The largest-ever study on the Dalits—the so-called “untouchables” of India—reveals widespread caste-based discrimination in every aspect of daily life, according to Christian Davenport, professor of peace studies, political science, and sociology and one of the co-authors of the research report.
Plato’s Philosophers: The Coherence of the Dialogues by Catherine Zuckert, Nancy Reeves Dreux Professor of Political Science at the University of Notre Dame, received three 2009 American Publishers Awards for Professional and Scholarly Excellence (PROSE Awards), including the top prize, the R.R. Hawkins Award.
Notre Dame’s Department of Film, Television, and Theatre will present Natural Selection by Eric Coble as part of its 2009–10 theater season. Performances will be held Feb. 23 to 27 (Tuesday to Saturday) at 7:30 p.m. and Feb. 28 (Sunday) at 2:30 p.m. in the Philbin Studio Theatre of the DeBartolo Performing Arts Center.
Elizabeth A. Christman, associate professor emerita of American studies at the University of Notre Dame, died Thursday (Feb. 4).
Vibrant Brazilian dance rhythms will transport revelers from South Bend to the streets of Rio de Janeiro during the University of Notre Dame’s 12th annual celebration of Brazilian Carnaval, to be held Feb. 12 (Friday) from 8 p.m. to midnight in Notre Dame’s South Dining Hall. The family-friendly event is free and open to the public.
Each year, the Kaneb Pre-doctoral Fellowship Program provides up to four advanced graduate students from the College of Arts and Letters with a mentored experience of research and teaching at a prominent liberal arts college or research university.
The London Centre, the majestic Edwardian building at Trafalgar Square that houses the University of Notre Dame’s London Program, has become a hub of international scholarship.
“The merits of firsthand exposure to the art and architecture of ancient Rome are hard to articulate, but there is something affective about the experience that raises questions and inspires critical thought beyond a textbook reading,“ wrote Tracy Jennings, a senior classics major, in a journal she kept while traveling through Rome in October.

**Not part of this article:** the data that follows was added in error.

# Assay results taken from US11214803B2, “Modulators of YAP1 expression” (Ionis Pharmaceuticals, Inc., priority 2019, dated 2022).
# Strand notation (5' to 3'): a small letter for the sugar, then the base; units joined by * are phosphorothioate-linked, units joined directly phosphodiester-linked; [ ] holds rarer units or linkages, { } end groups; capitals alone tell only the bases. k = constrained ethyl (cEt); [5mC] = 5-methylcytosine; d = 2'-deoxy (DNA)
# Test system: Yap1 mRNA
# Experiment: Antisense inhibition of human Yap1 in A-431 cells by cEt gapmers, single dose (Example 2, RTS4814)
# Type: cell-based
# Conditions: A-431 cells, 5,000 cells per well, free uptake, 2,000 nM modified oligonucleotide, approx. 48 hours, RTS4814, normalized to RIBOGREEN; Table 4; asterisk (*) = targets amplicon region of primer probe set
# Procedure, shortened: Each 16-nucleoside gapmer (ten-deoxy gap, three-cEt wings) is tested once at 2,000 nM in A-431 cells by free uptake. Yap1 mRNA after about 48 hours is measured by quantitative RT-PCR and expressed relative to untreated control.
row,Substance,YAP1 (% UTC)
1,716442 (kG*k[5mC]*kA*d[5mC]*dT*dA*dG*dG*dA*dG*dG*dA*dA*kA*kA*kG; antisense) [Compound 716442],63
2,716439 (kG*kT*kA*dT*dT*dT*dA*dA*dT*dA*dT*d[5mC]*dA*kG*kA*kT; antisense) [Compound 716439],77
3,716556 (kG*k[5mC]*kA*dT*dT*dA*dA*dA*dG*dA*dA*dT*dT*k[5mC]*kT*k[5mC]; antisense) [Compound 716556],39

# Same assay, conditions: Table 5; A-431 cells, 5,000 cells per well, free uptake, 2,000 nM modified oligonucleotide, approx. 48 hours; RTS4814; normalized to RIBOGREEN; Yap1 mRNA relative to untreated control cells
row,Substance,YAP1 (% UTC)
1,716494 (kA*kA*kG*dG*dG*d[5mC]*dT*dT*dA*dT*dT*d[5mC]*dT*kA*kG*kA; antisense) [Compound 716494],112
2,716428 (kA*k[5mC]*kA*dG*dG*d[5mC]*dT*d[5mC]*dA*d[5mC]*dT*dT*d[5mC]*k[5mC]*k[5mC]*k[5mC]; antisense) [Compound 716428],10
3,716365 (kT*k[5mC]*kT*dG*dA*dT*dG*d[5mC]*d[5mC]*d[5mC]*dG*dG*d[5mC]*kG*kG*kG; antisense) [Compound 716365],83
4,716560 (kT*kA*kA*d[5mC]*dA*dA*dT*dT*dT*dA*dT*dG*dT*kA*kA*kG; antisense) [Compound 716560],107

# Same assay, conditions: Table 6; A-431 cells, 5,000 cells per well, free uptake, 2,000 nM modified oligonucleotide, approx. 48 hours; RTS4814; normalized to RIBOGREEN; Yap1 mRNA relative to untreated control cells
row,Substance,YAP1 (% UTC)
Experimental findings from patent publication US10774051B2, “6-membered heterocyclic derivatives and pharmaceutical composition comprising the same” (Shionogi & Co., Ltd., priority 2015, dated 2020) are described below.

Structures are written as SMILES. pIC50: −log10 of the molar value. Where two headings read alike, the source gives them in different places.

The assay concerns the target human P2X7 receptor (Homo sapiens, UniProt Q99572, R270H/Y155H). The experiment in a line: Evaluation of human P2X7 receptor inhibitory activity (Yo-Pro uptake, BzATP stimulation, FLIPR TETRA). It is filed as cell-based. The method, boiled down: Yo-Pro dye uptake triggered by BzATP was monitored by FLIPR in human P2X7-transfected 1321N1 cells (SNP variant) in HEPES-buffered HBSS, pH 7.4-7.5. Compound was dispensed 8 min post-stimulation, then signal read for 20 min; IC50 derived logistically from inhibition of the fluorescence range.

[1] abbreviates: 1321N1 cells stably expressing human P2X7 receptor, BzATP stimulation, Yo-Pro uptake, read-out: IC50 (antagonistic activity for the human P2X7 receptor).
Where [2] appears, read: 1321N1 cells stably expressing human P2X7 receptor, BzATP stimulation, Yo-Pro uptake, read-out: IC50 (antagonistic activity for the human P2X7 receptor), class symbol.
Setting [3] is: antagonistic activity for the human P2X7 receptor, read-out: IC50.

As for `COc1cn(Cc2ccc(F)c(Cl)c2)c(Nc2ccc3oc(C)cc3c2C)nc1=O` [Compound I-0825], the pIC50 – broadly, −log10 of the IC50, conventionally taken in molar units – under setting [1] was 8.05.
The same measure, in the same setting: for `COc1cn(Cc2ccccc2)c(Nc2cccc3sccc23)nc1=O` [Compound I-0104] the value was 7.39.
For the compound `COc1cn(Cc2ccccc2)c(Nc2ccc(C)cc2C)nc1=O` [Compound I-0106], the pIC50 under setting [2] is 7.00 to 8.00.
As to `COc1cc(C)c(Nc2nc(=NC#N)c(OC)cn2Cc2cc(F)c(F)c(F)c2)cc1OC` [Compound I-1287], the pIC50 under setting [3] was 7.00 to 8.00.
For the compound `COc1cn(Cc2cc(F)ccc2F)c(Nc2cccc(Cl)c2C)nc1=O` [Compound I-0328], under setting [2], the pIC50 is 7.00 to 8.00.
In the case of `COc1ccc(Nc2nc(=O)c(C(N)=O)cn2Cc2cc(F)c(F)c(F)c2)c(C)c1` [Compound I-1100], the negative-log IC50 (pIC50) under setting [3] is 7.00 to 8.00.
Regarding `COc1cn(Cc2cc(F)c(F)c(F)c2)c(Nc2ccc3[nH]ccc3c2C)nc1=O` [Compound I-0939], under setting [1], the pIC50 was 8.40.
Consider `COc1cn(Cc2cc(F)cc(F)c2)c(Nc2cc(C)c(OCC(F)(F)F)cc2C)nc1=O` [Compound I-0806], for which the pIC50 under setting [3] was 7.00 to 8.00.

All of William Shakespeare’s 154 sonnets will be read aloud by Notre Dame administrators, faculty and students during “Sonnet Fest 2010,” a public event that will take place Feb. 10 (Wednesday) from 11 a.m. to 3 p.m. in the Great Hall of O’Shaughnessy Hall on campus.
Liberal public policies, such as a state’s level of spending on social programs and the degree to which its economy is subject to political regulation, have strong positive effects on life satisfaction, according to a new book edited by Amitava Dutt and Benjamin Radcliff, professors of economics and political science, respectively.
Sophomore Kelly Fallon’s eyes light up when she talks about her visit to Ditchling, the small village in East Sussex, England, where, in 1921, Eric Gill founded the Guild of St. Joseph and St. Dominic. The guild was a Roman Catholic community of artists and craftsmen, inspired by medieval guilds. “I’d never heard of Gill before,” she says, “but going to Ditchling and seeing so many people who knew Gill and the guild really brought home to me how important he was to English art.”
The School of Architecture will host a two-day colloquium, “Learning From Rome: The Influence of the Eternal City on Art, Architecture, and the Humanities,” Feb. 5 and 6 (Friday and Saturday) in Bond Hall. The event is free and open to the public and will feature several scholars from the College of Arts and Letters.
Ralph McInerny, the Michael P. Grace Professor of Medieval Studies and professor of philosophy emeritus at the University of Notre Dame, died Jan. 29 after a long illness at Our Lady of Peace Hospital in Mishawaka, Ind. He was 80 years old.